• 11. 4. NY = NNP at factor cost NY = NNP at market prices – indirect taxes + subsidies. Subsidies reduce the market price, undervalue output. Indirect taxes such as excise duties and sales taxes, increase the market price, over value output.These have to be adjusted to arrive at the cost price of total value of production in the economy. P. Panth 11
  • 12. 5. Personal Income: PY = NY + transfer payments – (SS payments + undistributed profits + corporate taxes)Transfer payments: gifts, bequeaths, bonus, dividends, pensions, sch olarships (income received but not earned).SS payments life insurance, provident fund (income earned but not received)Undistributed profits: Firms do not distribute all their profit to shareholders, but save part of it.Corporate Profit Taxes: Distributed profit is net of corporate profit taxes. P. Panth 12
  • 13. 6. Disposable Income: DY = PY – direct personal taxes Households have to pay income tax, and this has to be deducted, to get DY. DY = C + S7. Per capita income: PCY = NY/Population The size of PCY is taken as an index of the standard of living of the population, and the level of development of an economy.8. Real Income or NY at constant prices = NY at current prices/Price Index Inflation raises the money value of all goods and services. To show real increase in output, NY has to be deflated with the price index. P. Panth 13
  • 14. Business or Trade cycle• The macro system of capitalist economies is seldom in equilibrium.• It has been noticed that NY keeps fluctuating in regular cycles over time,• In some periods of time, prices, employment, and profits increase, and reaches a peak called Boom.• In other times prices, employment, profits all fall, called Recession or Deflation, and reaches a minimum called Depression.• Again there is revival, called Recovery. P. Panth 14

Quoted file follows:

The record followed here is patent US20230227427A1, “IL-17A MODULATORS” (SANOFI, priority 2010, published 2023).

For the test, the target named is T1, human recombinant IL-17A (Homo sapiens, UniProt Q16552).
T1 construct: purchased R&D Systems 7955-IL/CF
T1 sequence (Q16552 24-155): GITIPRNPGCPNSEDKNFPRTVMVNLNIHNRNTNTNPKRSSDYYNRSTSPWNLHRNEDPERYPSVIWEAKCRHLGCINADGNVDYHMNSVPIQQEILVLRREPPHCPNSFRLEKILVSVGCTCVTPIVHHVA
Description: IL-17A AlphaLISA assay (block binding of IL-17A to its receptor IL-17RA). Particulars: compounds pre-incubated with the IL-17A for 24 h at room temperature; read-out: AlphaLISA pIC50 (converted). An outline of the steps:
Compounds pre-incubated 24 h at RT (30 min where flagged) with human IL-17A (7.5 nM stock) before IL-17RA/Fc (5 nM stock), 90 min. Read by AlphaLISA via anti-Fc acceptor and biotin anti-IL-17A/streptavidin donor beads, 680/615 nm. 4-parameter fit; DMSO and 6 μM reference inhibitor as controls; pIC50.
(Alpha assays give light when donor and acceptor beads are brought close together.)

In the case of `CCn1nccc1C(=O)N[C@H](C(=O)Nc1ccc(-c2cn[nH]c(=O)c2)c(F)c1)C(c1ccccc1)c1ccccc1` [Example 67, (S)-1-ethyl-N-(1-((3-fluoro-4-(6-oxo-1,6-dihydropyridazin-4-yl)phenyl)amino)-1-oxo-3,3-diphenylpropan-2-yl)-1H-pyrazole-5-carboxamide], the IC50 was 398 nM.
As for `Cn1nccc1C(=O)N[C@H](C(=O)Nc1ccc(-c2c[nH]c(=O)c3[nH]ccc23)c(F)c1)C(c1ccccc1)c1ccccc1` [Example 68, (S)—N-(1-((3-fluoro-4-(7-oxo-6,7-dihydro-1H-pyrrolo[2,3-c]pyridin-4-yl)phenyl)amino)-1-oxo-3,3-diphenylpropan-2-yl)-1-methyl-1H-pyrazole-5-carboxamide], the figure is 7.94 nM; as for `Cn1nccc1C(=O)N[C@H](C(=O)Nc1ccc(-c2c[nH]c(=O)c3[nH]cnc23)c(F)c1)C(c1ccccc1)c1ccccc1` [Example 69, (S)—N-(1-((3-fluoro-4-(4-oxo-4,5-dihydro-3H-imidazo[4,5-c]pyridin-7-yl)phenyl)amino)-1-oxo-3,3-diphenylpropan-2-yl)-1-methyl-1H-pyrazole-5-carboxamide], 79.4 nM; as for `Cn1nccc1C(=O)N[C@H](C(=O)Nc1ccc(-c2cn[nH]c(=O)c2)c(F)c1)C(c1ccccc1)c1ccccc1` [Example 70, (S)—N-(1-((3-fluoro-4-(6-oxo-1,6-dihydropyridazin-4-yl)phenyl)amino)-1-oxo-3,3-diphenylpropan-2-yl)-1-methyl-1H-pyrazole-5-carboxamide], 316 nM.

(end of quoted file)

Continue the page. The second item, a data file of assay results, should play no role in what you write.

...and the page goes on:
• 15. Phases of the Business cycleNY Years P. Panth 15
  • 16. Recession• What is a recession? – Generally, 2 or more quarters (6 months) of declining real GDP, negative growth of GDP.• Investment falls, involuntary unemployment increases, incomes fall.• Demand for goods/services falls.• Reduces incomes of those providing them. Reduces profits. Industries start retrenchment and closures.• Again Y and consumption fall.• And it goes on till the entire economy reaches a state of depression. P. Panth 16
  • 17. Unemployment during Depression• During the Great Depression (1929) in USA, unemployment grew from 3 percent before the 1929 stock market crash, to 25 percent in 1933• U. S. GDP fell by nearly half, from $103.8 billion to $55.7 billion.• 2008 collapse due to sub prime lending by investment companies in US, such as Lehman brothers.• Keynes, Lerner and others had said that Government investment must increase to revive the economy. P. Panth 17
  • 18. Inflation• Persistent increase in prices.• Inflation occurs due to disequilibrium in the economy, when D > S.• Rising prices increase costs of production.• Reduces real consumption of the population.• Those with fixed incomes, small traders, farmers, daily wage earners, suffer the most.• Government has to either increase supply (food grain inflation in India), or reduce demand. P. Panth 18
  • 19. Economic GrowthA central concern of macroeconomics is whatdetermines long-run growth.Long-run growth is the sustained increase ofaggregate output or income over several decades. Growth rate = ∆Y/Y,i.e. annual rate of increase in NYThe health of an economy shown by a steady rate ofgrowth of its output.More output, means more employment, moreincomes, and increase in the standard of living of itscitizens. 19
  • 20. Government’s Economic Policy• Imbalances such as inflation, recession, unemployment, poverty – have to be corrected by Government Economic Policy.• Market will not take up such corrections.• Government’s Economic Policy includes: – Planning policy – economic growth, distribution, infrastructure, public sector industries, – Fiscal policy – taxation, public expenditure, public debt – Monetary policy – Central Bank policies – Trade policy - exchange rates, Balance of Trade and P. Panth 20 Balance of Payments, international aid, loans, tariffs.